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But the effect was not sustained beyond 6 weeks of game playing
Pokémon Go improves physical activity among adults who use the game, but the effect is moderate and not sustained over time, finds a study published in The BMJ Christmas issue this week.
Results show that the daily average steps during the first week of installation increased by 955 additional steps – equivalent to half of the World Health Organization’s (WHO) recommendation for physical activity per week.
The following weeks saw a gradual reduction in the number of steps, and this effect was lost after six weeks of game playing.
Pokémon GO is an augmented reality game that projects graphics onto the real world using smartphones, and has been downloaded over 500 million times since its launch in July 2016.
It has been suggested that the game can increase physical activity and promote public health, because it incentivizes walking. However, these claims are based on anecdotal evidence.
So researchers from Harvard University, co-led by Katherine Howe, Christian Suharlim, and Peter Ueda, set out to determine whether playing the game had any effect on physical activity among young adults in the United States.
They conducted an online survey of 1,182 participants, aged 18-35, who used iPhone 6 series smartphones, during August 2016.
In total, 560 (47.4%) of the participants reported playing Pokémon GO at “trainer level” of 5 or more, which is reached after walking for around two hours.
Data were analysed from automatically recorded step count from the participants’ iPhones and used to estimate the change in daily steps after installation of the game.
The findings show the daily average steps during the first week of installation increased by 955 additional steps.
Assuming steps of 0.8 m at a pace of 4 km/h, the change would translate into 11 minutes of additional walking daily – around half of the WHO’s recommendation of 150 or more minutes weekly.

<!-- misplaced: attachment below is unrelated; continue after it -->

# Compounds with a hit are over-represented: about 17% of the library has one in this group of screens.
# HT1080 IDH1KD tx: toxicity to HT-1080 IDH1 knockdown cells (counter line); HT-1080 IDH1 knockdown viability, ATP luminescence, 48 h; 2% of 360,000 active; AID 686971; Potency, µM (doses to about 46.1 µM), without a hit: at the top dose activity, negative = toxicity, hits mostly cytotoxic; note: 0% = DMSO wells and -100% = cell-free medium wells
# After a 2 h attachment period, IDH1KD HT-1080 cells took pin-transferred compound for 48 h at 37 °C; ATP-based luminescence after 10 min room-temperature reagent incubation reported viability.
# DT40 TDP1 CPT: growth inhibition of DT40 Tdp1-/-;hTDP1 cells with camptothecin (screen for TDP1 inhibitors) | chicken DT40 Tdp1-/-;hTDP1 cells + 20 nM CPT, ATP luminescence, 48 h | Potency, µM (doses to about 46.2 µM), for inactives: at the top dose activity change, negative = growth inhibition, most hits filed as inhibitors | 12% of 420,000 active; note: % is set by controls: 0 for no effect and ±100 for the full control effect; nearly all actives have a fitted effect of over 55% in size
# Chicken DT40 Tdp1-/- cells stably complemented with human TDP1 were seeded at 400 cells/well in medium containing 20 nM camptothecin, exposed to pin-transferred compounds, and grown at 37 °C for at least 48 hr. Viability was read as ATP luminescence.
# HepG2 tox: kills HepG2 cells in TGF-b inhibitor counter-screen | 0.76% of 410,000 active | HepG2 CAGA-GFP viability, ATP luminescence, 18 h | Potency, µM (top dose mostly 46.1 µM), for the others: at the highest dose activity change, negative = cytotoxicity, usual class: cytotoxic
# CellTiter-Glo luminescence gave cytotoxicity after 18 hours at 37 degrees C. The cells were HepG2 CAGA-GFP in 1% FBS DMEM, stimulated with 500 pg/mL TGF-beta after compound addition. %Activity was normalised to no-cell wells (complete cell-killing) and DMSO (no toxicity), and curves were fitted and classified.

However, the number of steps gradually decreased over the following five weeks, and by the sixth week the number had returned to pre-installation levels.
The results remained the same even after accounting for a number of factors that may have influenced the findings, such as age, sex, race, weight status, and walkability of the area of residence.
The authors write: “Our results indicate that the health impact of Pokémon GO might be moderate. Even if smaller amounts of physical activity might also be important for health outcomes, the increase in steps from Pokémon GO, as with many physical activity interventions, was not sustained over time.”
However, they remain optimistic.
In an accompanying video, senior author Eric Rimm, says: “What we found were exciting new findings that over a 6 week period you can do a lot to increase physical activity, we just have to be more creative about finding ways to get people to keep exercising.”
They note that steps were recorded when the iPhone was carried, which may have led to overestimation of the game’s effect on physical activity among the study participants, and the sample may not be representative of the general population.
Furthermore, they add that the effect of Pokémon GO on physical activity might be different in children, and there might also be other potential benefits associated with the game, such as increased social connectedness and improved mood.